Oracle has certified Oracle 10g (10.2.0.2) Transparent Data Encryption (TDE) with Oracle Applications 11i -- TDE is part of the Oracle Advanced Security Option (ASO), which is a database option and is an additional cost.
We have released our quarterly Oracle E-Business Suite Impact analysis for the Oracle Critical Patch Update (CPU) January 2007. This analysis looks at the CPU from an Oracle E-Business Suite perspective and provides additional details on the fixed vulnerabilities and a patching strategy for the Oracle Database, Oracle Application Server, Oracle Developer 6i, Oracle JInitiator, and Oracle Applications 11i.
Oracle has released the January 2007 Critical Patch Update (CPU). A major change for this quarter's CPU was the release of a pre-announcement on January 11th giving an overview of the products patches and a summary of the vulnerabilities. On the surface, the pre-announcement looked pretty bad with the highest CVSS base score being 7.0 for the database, Enterprise Manager, and E-Business Suite. However, the worst database vulnerabilities are exclusively in the Oracle HTTP Server, which is an optional component for the database.
For those of you who are OAUG members, I will be presenting an OAUG eLearning session on the Oracle Critical Patch Update January 2007 and the impact on the E-Business Suite. This session will include a review of the security vulnerabilities fixed in the CPU, an analysis of the required CPU patches, and a discussion of a high-level patch strategy. Depending the vulnerabilities fixed in the CPU, there may even be some demonstrations of the actual vulnerabilities.
Oracle is now going to publish a "Pre-Release Announcement" for each Critical Patch Update starting with the CPU to be released next week. The Pre-Release Announcement contains the executive summaries, list of affected products, and the highest CVSS score for each product. The January 2007 CPU Pre-Release Announcement is available here.
Due to the number of client inquiries regarding my recent posting on the Oracle Applications 11i password decryption issue, we have written a whitepaper on the subject to provide more details and additional recommendations. This issue is really a "perfect storm" with the convergence of (1) an inherent architectural weakness in the application, (2) generally accepted insec
If you haven't noticed due to the holidays, Oracle has finally released the October 2006 Critical Patch Update (CPU) for 184.108.40.206 on Unix/Linux and Windows. These patches were released 75 days after the CPU and at least 45 days after the initial projected date.
The 220.127.116.11 Database patch should be applied for all Oracle E-Business Suite databases running 18.104.22.168, even though the patch is not listed in the CPU documentation for the E-Business Suite.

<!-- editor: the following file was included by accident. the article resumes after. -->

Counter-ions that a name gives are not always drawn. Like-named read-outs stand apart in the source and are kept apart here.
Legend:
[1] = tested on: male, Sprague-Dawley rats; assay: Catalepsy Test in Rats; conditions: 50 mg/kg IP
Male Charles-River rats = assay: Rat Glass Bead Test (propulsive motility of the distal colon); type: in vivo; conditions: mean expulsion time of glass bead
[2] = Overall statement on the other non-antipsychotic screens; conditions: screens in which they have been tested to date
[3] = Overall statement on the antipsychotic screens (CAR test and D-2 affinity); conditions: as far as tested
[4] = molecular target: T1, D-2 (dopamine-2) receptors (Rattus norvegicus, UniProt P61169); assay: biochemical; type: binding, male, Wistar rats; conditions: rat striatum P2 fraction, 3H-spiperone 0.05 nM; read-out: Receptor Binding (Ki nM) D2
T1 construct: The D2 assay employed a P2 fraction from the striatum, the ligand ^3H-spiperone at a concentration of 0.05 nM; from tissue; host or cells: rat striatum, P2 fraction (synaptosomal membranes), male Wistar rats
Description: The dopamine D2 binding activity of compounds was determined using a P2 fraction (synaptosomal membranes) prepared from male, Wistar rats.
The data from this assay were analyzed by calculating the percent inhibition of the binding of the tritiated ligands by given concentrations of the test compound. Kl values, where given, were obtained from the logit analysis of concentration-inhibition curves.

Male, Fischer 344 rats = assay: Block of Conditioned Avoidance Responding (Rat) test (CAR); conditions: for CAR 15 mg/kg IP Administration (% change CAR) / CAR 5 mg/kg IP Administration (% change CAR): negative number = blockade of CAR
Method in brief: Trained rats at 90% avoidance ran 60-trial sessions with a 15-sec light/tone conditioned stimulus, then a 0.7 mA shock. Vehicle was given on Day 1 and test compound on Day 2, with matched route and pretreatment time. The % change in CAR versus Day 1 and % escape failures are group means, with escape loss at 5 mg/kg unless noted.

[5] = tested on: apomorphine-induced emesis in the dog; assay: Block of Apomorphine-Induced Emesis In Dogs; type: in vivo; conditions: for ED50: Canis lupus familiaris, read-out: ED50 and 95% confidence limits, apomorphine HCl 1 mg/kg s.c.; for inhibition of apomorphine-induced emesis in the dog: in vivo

We have updated our free
Two new features have been added from upcoming changes to our AppSentry security auditing tool -
Two weeks after the initial release of the October 2006 Critical Patch Update (CPU) Advisory, Oracle added information about the Oracle Database 22.214.171.124 being vulnerable and about a patch being available in the future. The 126.96.36.199 patch release date keeps getting pushed back and is now scheduled for December 22 on Unix/Linux and December 15 for Windows (5 days ago).
We have updated our free Oracle Database Listener Security Check tool that analyzes security of the Oracle Database TNS Listener to identify potential security issues. The tool performs four basic checks for the Database Listener in a simple and user friendly way - (1) is a listener password set, (2) is ADMIN_RESTRICTIONS set, (3) is logging enabled, and (4) is LOCAL_OS_AUTHENTICATION enabled for Oracle 10g. It is a single executable that can be run from any Windows XP/2000 PC, requires no Oracle client install, and can
The inherent weakness of the Oracle Applications 11i user password algorithm is a topic that every so often gets some attention. It bubbles up and then is largely forgotten by most. However, the issue doesn't go away and is very much alive today even in 188.8.131.52. See the references at the end of this post for a little history of the topic. This password weakness (along with the APPLSYSPUB database account) is really a hold-over from client/server and is an inherent design flaw in the current architecture of Oracle Applications.
With the advent of legislative mandates like Sarbanes-Oxley (SOX) and the Health Insurance Portability and Accountability Act (HIPAA), the security and auditing of Oracle Databases has become much more of a priority for most organizations. A common solution has been to implement an Oracle-aware Intrusion Detection System (IDS) or auditing product to address these legislative mandates and increased auditor scrutiny.
In a follow-up to my previous post regarding mystery patches for 184.108.40.206 in the October 2006 Critical Patch Update, the CPU advisory was updated to include information about 220.127.116.11. However, the patches for 18.104.22.168 are still not available and have an anticipated release date of December 15, 2006 (note: the initial release date was November 15, 2006).
A new attack vector for the Oracle Database has been identified related to exploiting DBMS_SQL cursors that have not properly been closed. The name for this type of attack is "Dangling Cursor Snarfing." David Litchfield's paper on the topic can be found here.
Exploitation of this type of vulnerability is limited and requires ALL of the following conditions -